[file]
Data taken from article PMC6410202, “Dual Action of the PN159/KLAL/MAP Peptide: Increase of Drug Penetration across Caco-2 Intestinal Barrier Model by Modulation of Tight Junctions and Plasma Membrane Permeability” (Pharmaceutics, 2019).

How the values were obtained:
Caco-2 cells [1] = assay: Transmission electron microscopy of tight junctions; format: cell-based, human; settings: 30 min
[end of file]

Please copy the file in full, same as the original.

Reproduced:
Data taken from article PMC6410202, “Dual Action of the PN159/KLAL/MAP Peptide: Increase of Drug Penetration across Caco-2 Intestinal Barrier Model by Modulation of Tight Junctions and Plasma Membrane Permeability” (Pharmaceutics, 2019).

How the values were obtained:
Caco-2 cells [1] = assay: Transmission electron microscopy of tight junctions; format: cell-based, human; settings: 30 min